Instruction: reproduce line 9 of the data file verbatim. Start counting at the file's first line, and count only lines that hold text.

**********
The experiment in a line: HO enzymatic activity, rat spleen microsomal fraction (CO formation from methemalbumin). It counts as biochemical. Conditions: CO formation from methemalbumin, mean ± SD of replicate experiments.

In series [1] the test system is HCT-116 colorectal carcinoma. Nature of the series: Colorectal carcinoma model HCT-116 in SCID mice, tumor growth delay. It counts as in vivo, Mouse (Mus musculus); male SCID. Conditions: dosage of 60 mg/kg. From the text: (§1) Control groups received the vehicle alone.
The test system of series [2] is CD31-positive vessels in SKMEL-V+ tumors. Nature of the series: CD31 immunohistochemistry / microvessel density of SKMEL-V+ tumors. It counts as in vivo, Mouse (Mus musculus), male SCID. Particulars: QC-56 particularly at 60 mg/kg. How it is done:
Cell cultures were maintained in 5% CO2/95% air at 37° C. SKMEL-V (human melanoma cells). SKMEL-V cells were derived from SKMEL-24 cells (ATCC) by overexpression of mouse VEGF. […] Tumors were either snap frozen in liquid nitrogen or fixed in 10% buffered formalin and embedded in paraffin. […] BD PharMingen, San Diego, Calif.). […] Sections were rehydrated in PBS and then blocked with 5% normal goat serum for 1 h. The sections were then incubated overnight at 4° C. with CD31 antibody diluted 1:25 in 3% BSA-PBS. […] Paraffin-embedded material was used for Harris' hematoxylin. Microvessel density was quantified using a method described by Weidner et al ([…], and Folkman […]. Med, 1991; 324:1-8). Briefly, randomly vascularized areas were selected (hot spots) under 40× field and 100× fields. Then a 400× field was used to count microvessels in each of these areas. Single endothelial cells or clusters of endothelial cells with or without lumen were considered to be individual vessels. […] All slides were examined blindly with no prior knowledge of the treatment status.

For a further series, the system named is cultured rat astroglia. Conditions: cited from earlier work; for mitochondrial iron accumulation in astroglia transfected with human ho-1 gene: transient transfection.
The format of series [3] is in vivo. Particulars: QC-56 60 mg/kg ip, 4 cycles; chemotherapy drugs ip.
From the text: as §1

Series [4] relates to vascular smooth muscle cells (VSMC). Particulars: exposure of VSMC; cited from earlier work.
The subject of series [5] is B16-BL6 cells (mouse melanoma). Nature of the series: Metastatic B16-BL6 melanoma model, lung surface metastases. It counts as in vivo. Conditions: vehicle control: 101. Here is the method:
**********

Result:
The subject of series [5] is B16-BL6 cells (mouse melanoma). Nature of the series: Metastatic B16-BL6 melanoma model, lung surface metastases. It counts as in vivo. Conditions: vehicle control: 101. Here is the method: